Any questions? Rethinking traditional Q&A

Any questions? Rethinking traditional Q&AHow often have you heard “Any questions?” at the end of a conference session?

Hands rise, and the presenter picks an audience member who asks a question. The presenter answers the question and picks another questioner. The process continues for a few minutes.

Simple enough. We’ve been using this Q&A format for centuries.

But can we improve it?


Let’s explore, starting with…

Six criticisms of traditional Q&A

  • Traditional Q&A reinforces the engrained assumption that the presenter is the expert, and audience members are relative novices. This ignores today’s reality that the smartest person in the room is the room.
  • Traditional Q&A is a one-to-many process. These days, conference attendees come to learn and connect. But the only connection going on (if any) during traditional Q&A is between the presenter and individual audience members.
  • Have you ever thought, “I could answer that question better than [the person on stage]!”? Traditional Q&A provides no opportunity for obtaining answers from audience members.
  • Who gets to ask questions? The presenter decides, allowing any implicit (and explicit) bias full reign.
  • How much time is available for questions? Again, the presenter decides. Too little time scheduled frustrates audience members whose questions remain unanswered. Too much time leads to a premature session close.
  • During traditional Q&A, the questioner is in the audience while the presenter is up on stage. As a result, questioners remain largely anonymous; audience members can’t even see a questioner behind them without turning round.

Ways to improve Q&A

I can think of two fundamental ways to improve Q&A. Here are…

Five ways to refine the traditional Q&A format

  • Include multiple Q&A opportunities throughout the session. This helps audience members get answers to questions while they’re top-of-mind, rather than waiting until the end of the session. It also increases interaction with the presenter, which can help maintain attendee attention and improve learning.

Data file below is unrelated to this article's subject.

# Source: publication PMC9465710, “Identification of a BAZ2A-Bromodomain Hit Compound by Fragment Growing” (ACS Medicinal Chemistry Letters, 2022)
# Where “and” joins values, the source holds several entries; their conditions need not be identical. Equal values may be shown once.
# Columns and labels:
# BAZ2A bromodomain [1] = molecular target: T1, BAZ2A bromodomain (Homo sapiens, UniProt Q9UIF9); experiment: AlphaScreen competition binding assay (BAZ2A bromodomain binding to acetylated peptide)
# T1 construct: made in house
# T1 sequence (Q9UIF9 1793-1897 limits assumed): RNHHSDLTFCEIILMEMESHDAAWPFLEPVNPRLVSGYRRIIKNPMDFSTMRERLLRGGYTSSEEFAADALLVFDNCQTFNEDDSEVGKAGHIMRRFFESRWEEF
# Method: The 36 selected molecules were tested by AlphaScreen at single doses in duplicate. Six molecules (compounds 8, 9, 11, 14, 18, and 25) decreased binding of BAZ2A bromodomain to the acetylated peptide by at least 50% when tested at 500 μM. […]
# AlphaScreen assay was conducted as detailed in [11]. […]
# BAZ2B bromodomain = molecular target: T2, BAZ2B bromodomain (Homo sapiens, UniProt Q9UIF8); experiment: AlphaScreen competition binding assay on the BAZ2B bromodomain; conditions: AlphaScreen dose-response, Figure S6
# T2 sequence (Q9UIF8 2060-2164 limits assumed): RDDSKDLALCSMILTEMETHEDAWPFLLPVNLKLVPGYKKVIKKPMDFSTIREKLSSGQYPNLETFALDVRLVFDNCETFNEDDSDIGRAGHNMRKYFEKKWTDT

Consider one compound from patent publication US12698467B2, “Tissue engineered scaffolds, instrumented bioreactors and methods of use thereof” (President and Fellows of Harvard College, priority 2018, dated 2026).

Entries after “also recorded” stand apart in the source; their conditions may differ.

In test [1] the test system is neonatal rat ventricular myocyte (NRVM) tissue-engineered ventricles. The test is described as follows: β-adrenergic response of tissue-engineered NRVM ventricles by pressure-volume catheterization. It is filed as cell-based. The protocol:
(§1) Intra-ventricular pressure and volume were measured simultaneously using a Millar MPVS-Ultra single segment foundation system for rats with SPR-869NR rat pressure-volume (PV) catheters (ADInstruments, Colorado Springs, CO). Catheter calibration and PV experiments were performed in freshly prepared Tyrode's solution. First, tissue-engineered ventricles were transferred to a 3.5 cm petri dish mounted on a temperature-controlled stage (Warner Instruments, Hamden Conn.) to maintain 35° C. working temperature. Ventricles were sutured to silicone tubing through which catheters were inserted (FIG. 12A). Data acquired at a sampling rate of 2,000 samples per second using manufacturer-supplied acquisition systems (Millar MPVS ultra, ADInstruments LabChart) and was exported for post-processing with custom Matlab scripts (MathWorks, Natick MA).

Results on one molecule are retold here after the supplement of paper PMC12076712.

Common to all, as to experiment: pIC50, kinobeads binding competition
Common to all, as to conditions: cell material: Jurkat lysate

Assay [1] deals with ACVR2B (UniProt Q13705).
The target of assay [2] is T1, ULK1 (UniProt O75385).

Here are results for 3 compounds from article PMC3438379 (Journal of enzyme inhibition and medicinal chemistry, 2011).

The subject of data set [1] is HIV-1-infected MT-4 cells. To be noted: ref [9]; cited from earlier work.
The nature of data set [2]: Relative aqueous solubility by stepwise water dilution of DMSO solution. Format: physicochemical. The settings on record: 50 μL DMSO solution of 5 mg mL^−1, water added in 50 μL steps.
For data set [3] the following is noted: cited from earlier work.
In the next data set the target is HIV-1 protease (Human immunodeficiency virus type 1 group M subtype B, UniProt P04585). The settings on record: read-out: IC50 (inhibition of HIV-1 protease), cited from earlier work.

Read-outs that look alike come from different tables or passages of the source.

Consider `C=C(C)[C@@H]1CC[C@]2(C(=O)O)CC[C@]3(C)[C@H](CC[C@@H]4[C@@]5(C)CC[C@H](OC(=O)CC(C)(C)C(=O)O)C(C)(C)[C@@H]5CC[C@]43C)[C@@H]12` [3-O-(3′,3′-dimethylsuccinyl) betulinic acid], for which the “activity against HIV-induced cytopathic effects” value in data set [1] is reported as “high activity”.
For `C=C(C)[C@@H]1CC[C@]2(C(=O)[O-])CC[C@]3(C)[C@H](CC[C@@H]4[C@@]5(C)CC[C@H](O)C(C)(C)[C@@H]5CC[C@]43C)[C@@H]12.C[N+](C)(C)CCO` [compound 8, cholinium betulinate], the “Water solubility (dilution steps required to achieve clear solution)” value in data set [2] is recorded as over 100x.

• Instead of the presenter picking the questioners, have an independent third party (a moderator) choose them.
  • Or you can have the audience submit questions via an app and then vote on the list. This helps uncover popular questions.
  • If you’re using a moderator, have the audience submit questions in writing or via an app. This allows the moderator to curate questions to be asked. When appropriate, the moderator can combine similar questions.
  • Instead of taking questions from the audience, have questioners line up at a front-of-room mike so everyone can see them.

Or, we can…

Further improve Q&A by integrating it into a discussion format

Traditional sessions have two parts, first a lecture, and then Q&A. As mentioned above, presenting multiple short pieces of content interspersed with Q&A increases interaction and consequent learning. But we can do better!

Combined with experiential exercises, here’s the approach I use in my Participate! Labs.

Using a facilitated discussion format like the fishbowl sandwich, I create a session that offers Q&A on an as-needed basis. As I share content, attendees can join me on stage at any time for questions or a discussion that I moderate. (Check the link to see how this works.) The session then becomes more like a live Ask Me Anything (AMA) around my content.

Creating a truly participative Q&A in this way lets the resulting questions and discussions reflect the audience’s just-in-time needs, optimizing the value of the session for participants.

Do you have additional suggestions for improving Q&A? Share them in the comments below!


2 thoughts on “Any questions? Rethinking traditional Q&A

Leave a Reply

Your email address will not be published. Required fields are marked *